By Jim Schutze
By Rachel Watts
By Lauren Drewes Daniels
By Anna Merlan
By Lee Escobedo
We get fat, says Little Rock's Eades, because of the way our body is genetically programmed to react to eating anything other than what it was originally designed to eat. Eades says the body reacts to high carbohydrate foods such as pasta and potatoes by over-producing glucose, which in turn causes an overproduction of insulin, a hormone responsible for many metabolic functions including fat storage.
But you don't have to be a complete Neanderthal to reap benefits from a hunter-gather-inspired diet, says Eades, whose patients lose weight and achieve other benefits just by restricting milk, cheese, and grains. "People wouldn't stay on the diet if I cut everything out," he says.
Eades stresses that the enemy in the weight-loss battle isn't small amounts of dairy and grains, but the low-fat diets themselves, which push people into filling up on carbohydrates. Although fat intake in this country has declined by 10 percent, Eades says, obesity has shot up 33 percent. "The low-fat diet has been a failure," he comments. The more dieters fill up on pasta, rice and baked potatoes, the higher their blood insulin levels go. The higher your blood insulin levels, he says, the more likely your body will turn food, even low-fat food, into fat.
Other immune system diseases can also be abated, some doctors now believe, with a meat-intensive diet low in carbohydrates and rich in leafy vegetables and fresh fruit.
In June, Dr. Artemis Simopoulos co-chaired a panel on insulin resistance and chronic disease at the National Institutes of Health. Among the issues discussed: obesity, hypertension, insulin-dependent diabetes and how diet plays a role in creating the insulin resistance that may cause the disorders. "We now think that in many cases insulin resistance precedes obesity," she told the Observer. "We also think it may precede other immune system diseases as well."
"The whole idea that insulin causes obesity and other disorders has been kicked around for a while," says Eades, but while most doctors and researchers focused their attention on low-fat diets, Eades began researching the connection between insulin and obesity eight years ago.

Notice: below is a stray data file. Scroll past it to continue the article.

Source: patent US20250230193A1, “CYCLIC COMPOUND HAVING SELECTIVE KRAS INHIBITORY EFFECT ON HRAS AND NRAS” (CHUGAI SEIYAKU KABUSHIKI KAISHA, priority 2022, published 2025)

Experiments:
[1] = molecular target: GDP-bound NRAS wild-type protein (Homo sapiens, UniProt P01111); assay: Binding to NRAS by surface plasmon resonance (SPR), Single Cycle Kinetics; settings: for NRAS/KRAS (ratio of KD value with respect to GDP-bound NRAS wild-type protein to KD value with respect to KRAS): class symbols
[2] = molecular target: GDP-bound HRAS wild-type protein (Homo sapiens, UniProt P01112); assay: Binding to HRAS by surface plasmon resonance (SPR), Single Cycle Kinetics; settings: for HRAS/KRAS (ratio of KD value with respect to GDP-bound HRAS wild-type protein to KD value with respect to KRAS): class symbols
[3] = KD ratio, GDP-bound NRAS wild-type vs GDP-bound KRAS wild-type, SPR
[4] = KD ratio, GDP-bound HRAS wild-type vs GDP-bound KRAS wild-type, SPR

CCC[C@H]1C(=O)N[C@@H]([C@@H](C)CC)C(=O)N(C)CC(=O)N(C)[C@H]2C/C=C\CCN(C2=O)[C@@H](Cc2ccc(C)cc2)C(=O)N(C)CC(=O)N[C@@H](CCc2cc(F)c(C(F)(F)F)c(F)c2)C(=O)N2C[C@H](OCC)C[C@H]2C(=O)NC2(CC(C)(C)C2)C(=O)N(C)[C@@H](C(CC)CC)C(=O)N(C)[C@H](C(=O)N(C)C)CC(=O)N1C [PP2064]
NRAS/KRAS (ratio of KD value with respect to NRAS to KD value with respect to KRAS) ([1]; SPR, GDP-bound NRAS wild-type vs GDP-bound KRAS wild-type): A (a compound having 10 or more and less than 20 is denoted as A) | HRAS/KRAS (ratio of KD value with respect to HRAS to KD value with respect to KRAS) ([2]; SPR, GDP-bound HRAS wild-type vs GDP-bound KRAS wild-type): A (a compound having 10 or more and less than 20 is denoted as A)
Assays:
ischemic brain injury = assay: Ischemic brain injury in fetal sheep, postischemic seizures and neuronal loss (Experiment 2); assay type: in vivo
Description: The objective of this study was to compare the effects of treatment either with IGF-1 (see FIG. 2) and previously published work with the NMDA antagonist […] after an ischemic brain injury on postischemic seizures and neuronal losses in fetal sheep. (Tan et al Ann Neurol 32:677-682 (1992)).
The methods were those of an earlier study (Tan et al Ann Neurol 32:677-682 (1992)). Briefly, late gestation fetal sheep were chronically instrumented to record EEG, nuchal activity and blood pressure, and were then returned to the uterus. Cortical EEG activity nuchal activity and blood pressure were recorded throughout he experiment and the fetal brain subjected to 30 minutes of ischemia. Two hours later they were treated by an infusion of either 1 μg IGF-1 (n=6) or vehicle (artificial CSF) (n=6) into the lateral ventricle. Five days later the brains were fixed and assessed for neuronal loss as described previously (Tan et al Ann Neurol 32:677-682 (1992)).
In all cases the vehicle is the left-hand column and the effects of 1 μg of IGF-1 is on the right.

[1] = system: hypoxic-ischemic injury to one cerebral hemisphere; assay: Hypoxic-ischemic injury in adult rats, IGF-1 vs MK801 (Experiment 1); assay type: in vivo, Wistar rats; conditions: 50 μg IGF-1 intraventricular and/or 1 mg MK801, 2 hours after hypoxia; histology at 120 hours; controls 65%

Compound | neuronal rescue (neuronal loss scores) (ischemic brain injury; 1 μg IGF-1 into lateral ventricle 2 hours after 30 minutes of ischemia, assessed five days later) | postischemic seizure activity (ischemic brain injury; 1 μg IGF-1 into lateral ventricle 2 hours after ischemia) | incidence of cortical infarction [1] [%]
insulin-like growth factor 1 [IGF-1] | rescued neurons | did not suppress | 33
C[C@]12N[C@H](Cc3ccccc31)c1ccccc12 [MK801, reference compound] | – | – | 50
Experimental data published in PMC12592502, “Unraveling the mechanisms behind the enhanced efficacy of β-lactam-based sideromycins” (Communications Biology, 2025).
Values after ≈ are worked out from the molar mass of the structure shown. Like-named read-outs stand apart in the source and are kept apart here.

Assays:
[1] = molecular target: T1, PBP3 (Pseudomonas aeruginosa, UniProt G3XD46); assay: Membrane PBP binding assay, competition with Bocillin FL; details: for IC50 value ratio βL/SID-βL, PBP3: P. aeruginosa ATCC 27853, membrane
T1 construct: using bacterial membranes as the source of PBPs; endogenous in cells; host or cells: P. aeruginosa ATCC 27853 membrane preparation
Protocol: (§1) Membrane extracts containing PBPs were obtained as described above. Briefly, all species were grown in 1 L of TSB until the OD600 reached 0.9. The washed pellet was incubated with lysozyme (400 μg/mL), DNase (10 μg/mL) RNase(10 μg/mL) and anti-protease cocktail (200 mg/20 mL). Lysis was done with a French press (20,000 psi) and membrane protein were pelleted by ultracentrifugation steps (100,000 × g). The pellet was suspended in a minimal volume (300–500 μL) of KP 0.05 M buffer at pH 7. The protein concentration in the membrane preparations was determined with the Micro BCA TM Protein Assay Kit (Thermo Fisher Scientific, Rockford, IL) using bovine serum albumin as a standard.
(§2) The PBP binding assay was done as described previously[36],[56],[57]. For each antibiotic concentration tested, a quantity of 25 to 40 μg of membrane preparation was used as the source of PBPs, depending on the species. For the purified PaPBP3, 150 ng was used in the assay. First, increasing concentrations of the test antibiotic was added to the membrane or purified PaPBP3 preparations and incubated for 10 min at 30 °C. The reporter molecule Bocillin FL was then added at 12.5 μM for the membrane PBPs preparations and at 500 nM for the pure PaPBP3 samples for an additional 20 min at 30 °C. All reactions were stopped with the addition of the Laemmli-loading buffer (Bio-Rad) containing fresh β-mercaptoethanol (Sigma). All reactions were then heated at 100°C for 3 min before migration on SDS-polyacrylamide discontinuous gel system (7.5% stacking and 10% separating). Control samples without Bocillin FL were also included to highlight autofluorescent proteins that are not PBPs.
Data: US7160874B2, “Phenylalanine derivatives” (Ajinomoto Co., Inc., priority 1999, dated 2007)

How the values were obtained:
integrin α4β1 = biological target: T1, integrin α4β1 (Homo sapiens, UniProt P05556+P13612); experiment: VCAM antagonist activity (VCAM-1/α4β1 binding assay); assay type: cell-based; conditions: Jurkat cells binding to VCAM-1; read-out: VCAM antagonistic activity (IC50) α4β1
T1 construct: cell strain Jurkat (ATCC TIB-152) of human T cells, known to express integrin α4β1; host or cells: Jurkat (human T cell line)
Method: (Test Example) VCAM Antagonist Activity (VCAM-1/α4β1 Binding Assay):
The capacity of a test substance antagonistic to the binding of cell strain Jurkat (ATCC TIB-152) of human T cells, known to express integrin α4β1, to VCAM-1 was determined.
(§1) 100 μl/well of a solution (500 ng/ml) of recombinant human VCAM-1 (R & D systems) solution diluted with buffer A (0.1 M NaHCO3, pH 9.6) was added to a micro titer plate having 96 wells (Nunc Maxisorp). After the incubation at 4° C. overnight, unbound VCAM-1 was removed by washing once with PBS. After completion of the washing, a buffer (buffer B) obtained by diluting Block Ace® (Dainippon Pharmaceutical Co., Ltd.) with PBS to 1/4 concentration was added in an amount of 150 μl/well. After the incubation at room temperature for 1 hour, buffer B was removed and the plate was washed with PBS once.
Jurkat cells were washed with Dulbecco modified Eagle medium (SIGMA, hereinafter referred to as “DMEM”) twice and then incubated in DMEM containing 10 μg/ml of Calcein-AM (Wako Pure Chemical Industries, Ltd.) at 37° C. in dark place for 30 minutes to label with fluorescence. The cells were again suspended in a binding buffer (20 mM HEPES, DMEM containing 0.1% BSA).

"We've been treating people from an insulin perspective longer than anybody," he says. It took 1015 years for the studies to show low-fat diets weren't working, he says. "They are obviously not working--researchers need to change their hypothesis. Some people look at [a high-protein, low-carbohydrate diet] like a fad because they can't bring themselves to believe the low-fat way is not the way," he says.
Eades says he tests every patient who comes to his clinic for insulin levels. After eight years of testing, he estimates that 5070 percent of patients tested are insulin resistant. At least 25 percent of the general population is thought to be insulin resistant, he says.
Doctors used to think the root cause of many medical problems, such as high blood pressure and diabetes, was obesity. Now, many researchers believe it may be the other way around: in many cases "insulin resistance," the overproduction of insulin after eating sugar and starches, causes obesity and other diseases, he says.
"For years doctors have been chipping off the tip," he says, treating diabetes, high blood pressure and cholesterol with medications, instead of treating the insulin problem at the base.
Two million years ago, the body overproduced insulin during plentiful times in order to stimulate the liver to convert glucose into fat that could be stored for lean times, says Eades. Trouble is, modern humans have more than enough to eat.
"The same thing that caused our ancestors to survive is killing us now," says Eades.
Most people on low-fat diets are low on protein, he says. Protein is usually the first thing to go in a diet. Too, they usually consume low-fat foods such as pasta, rice, and baked potatoes. "They're eating low fat, but their insulin levels are shooting through the roof," he says. "That's why low-fat diets have been so unsuccessful in bringing weight down." Eades encourages eating more protein and says the high meat content of diets like Audette's is okay. "Don't worry about the fat as long as you restrict the carbohydrates."
Perhaps the most controversial aspect of these Paleolithic diets is one that completely counters conventional medical wisdom regarding cholesterol. Some researchers say cholesterol, too, can be helped by eating more, not less meat, even meats previously considered too fatty to be healthful.
Eades says sometimes a patient's cholesterol level goes up a few points on the diet, but the ratio of good cholesterol--the one that counts, says Eades--always goes up. "I've never had anyone with a ratio that got worse," he says. The reason, he says, is that only 20 percent of cholesterol comes from diet. The rest the body makes. "When you try to restrict it, if you cut it back, then the body ends up making more."
Based on his own clinical research, Eades believes "if you can reduce insulin, you can reduce cholesterol in a matter of weeks."
Putting patients on a diet high in red meat and eggs made Eades very nervous at first, and he initially put only low-risk young people on it. "When I first started to put patients on the diet I thought I was going to get burned at the stake," he says. The results of such a diet were so conclusive as to be hard to ignore. "I'll put anyone on it now," he says. "It has never failed."